WHO confirms first two human cases of avian influenza in Spain

The World Health Organization (WHO) confirmed Friday that two people at infected with avian influenza in September and October following an outbreak of this disease on a farm in Guadalajarathe first cases detected in Spain.

Until now, only one case of this disease, which can be fatal, had been detected on the European continent (in the United Kingdom in 2021), while worldwide since 2003, 868 human infections were confirmed, with 456 deaths.

The two cases were detected in workers on a farm where an influenza outbreak in birds was confirmed on September 20, after which control and prevention measures were taken, WHO said in a statement.

Health sources, consulted by Europa Press, have confirmed this second infection and clarified that they are “closed cases”. Both infections have occurred in young men and, according to the report published by WHO, “no evidence of person-to-person transmission has been identified in this event”. Also, neither of the two workers have presented any symptoms.

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Worker testing

The first worker was detected following an outbreak in poultry confirmed on September 20 at the poultry farm. After the outbreak in poultry became known, nasopharyngeal samples were collected from the 12 farm workers and avian influenza A(H5N1) virus was detected in one of the workers, a 19-year-old male. The affected person remained in isolation for a day until he tested negative on a second test. A close contact of the case was also negative.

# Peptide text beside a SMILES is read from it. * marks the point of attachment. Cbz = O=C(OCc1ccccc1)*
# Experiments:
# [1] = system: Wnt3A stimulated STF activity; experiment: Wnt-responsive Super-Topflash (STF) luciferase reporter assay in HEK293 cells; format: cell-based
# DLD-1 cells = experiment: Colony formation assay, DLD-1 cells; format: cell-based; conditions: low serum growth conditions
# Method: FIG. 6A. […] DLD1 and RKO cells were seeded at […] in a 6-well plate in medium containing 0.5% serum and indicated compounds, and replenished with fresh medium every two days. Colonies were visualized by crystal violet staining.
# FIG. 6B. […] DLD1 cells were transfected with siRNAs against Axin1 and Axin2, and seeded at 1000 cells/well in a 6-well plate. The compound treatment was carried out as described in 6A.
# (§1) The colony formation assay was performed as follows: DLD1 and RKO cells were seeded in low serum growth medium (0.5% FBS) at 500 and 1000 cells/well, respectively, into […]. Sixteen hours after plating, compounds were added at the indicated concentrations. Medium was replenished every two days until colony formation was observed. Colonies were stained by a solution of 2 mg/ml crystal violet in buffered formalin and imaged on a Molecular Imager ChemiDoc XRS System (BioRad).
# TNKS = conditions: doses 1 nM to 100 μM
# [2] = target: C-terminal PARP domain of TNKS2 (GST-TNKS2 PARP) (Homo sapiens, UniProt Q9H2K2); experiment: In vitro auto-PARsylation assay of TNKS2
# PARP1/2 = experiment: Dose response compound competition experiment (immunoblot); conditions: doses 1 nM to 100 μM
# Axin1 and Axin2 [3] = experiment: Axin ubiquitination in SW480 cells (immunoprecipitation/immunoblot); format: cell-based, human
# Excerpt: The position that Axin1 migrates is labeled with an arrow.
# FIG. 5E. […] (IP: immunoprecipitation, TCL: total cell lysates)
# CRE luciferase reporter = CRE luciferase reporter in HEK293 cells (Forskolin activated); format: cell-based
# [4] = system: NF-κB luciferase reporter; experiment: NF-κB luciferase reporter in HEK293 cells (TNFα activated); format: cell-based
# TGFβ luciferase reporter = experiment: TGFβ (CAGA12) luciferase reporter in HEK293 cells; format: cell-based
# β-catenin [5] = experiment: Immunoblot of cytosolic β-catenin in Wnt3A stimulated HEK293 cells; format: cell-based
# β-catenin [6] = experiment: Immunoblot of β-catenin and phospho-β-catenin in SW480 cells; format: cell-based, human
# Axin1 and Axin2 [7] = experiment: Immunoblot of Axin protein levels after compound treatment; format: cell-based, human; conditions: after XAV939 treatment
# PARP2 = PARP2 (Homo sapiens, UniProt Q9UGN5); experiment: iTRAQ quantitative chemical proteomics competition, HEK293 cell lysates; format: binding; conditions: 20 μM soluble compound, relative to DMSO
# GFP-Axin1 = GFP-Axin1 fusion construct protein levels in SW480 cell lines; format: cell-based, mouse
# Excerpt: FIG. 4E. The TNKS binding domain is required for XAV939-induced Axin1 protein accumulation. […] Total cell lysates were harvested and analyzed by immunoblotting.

Following on-farm response and detection measures, all workers were tested again on October 13. On that day, the avian influenza virus was detected in a nasopharyngeal sample from another worker, specifically an 27-year-old man who was involved in control measures, including cleaning and disinfection with personal protective equipment. He has remained in isolation until October 22 when a second sample was negative by RT-PCR. Two close contacts of his were identified and tested negative by respiratory sampling.

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The detection of avian influenza in these individuals, according to WHO, was likely due to exposure to infected poultry or contaminated environments. Avian influenza infections in people can range from asymptomatic or mild upper respiratory tract infection (fever and cough) to rapid progression to severe pneumonia, acute respiratory distress syndrome, shock, and even death.

Currently, there is no vaccine to protect against avian influenza, so the UN agency recommends that all persons involved in work with poultry or birds should be vaccinated against seasonal influenza to reduce the theoretical risk of a flare-up event.

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